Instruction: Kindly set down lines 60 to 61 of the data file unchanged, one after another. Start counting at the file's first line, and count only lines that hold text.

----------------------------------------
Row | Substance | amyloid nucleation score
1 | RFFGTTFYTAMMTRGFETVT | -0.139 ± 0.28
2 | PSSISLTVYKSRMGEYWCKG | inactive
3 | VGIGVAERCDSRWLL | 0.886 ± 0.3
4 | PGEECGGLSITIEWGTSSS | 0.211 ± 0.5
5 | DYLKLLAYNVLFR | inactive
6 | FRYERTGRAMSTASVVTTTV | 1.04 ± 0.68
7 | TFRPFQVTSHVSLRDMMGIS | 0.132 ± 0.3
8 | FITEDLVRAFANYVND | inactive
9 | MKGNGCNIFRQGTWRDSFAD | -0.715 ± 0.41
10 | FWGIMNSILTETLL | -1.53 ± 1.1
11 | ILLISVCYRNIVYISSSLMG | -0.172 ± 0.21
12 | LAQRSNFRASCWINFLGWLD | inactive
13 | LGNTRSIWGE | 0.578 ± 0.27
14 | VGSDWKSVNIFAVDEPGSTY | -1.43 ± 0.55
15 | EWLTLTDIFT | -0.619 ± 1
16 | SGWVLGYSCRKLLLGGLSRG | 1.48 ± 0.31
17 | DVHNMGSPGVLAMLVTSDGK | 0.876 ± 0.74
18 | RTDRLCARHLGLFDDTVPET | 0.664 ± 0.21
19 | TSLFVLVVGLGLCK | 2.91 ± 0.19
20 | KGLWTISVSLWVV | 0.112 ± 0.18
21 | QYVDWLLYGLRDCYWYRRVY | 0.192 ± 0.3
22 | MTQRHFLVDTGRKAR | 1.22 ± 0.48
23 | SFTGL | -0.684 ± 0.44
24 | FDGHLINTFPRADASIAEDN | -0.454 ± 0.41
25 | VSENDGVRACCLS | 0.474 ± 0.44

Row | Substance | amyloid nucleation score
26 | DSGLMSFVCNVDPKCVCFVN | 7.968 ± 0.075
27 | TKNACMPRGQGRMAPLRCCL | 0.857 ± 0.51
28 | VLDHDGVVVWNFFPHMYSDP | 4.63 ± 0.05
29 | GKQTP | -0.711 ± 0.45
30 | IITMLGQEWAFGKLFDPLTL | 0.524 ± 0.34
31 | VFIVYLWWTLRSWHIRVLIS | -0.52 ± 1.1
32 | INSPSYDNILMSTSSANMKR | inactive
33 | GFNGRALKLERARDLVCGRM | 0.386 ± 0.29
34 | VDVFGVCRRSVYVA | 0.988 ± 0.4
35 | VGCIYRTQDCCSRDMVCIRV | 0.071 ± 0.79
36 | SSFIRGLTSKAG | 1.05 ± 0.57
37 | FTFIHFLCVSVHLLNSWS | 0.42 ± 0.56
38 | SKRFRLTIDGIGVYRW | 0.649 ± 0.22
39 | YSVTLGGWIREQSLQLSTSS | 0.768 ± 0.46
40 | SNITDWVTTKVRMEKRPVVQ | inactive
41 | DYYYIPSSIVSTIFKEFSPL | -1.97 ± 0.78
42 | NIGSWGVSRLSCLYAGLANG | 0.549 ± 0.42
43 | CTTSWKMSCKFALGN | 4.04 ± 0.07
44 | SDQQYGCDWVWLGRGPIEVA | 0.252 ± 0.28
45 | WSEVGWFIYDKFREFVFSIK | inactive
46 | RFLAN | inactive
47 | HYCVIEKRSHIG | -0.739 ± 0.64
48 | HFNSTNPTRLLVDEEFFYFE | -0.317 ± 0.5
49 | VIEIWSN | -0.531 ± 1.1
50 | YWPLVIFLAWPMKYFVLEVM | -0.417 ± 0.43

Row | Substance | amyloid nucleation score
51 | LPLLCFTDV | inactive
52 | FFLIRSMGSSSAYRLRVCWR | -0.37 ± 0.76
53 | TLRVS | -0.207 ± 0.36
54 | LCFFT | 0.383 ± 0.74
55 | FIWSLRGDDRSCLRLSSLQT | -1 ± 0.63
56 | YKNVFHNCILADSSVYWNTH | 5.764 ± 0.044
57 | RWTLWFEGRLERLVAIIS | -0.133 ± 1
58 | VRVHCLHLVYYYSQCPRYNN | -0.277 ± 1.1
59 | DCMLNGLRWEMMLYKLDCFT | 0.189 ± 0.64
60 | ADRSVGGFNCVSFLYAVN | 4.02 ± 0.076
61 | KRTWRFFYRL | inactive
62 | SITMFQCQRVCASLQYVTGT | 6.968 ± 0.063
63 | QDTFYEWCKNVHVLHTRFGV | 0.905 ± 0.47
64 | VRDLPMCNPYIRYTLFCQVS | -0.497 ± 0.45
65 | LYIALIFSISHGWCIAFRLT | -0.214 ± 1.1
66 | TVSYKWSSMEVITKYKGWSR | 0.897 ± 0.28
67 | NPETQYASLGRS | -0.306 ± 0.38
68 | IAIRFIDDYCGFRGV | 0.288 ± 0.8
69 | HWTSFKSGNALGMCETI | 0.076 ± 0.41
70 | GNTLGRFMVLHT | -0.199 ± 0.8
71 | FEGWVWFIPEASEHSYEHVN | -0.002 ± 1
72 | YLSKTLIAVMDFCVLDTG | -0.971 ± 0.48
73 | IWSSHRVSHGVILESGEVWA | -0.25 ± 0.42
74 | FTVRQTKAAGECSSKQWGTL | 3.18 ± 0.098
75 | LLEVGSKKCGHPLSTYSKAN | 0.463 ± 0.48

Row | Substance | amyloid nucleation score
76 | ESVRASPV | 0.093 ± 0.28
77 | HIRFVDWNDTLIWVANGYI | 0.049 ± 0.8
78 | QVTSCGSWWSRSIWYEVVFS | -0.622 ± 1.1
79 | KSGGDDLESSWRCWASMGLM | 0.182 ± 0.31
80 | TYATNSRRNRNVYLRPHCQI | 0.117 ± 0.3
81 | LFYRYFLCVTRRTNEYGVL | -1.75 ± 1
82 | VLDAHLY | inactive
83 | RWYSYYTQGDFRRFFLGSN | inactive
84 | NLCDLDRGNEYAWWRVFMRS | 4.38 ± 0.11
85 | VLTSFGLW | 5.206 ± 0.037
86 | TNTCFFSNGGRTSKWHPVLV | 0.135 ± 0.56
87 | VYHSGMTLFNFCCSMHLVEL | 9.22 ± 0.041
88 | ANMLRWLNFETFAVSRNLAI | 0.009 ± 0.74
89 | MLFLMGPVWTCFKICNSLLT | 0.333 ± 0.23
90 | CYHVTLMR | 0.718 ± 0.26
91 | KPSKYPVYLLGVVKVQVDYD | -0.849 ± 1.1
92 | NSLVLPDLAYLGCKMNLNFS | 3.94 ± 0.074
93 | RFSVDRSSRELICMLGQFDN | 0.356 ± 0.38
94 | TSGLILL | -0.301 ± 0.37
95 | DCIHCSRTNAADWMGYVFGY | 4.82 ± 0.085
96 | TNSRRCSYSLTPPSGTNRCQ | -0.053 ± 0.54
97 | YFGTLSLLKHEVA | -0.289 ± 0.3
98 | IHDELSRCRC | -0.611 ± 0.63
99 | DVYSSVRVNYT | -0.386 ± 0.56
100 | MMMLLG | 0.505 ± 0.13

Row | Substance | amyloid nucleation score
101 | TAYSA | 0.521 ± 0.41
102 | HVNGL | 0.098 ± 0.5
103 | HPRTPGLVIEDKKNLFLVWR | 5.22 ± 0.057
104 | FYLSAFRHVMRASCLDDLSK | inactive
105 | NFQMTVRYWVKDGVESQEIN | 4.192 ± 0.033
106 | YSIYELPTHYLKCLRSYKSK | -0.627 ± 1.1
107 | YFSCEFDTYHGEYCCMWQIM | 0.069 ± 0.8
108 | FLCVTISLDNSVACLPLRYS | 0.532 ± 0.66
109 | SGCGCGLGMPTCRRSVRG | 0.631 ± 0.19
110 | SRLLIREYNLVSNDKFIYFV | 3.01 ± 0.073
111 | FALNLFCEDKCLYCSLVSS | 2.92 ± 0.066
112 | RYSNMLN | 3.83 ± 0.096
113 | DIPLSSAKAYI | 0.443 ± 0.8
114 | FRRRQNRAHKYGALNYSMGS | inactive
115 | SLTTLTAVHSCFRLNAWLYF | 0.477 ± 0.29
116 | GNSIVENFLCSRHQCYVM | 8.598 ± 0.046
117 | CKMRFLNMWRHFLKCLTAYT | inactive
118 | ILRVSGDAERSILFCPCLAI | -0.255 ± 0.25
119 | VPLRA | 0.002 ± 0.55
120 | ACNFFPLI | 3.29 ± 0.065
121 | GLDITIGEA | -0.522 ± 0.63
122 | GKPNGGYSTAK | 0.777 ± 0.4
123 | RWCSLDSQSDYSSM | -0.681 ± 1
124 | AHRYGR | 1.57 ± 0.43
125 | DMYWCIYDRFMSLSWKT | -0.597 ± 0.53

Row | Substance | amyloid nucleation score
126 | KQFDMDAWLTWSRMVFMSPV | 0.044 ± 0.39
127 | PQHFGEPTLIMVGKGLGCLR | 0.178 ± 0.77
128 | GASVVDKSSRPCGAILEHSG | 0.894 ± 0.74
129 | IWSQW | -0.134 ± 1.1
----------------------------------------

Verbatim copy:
57 | RWTLWFEGRLERLVAIIS | -0.133 ± 1
58 | VRVHCLHLVYYYSQCPRYNN | -0.277 ± 1.1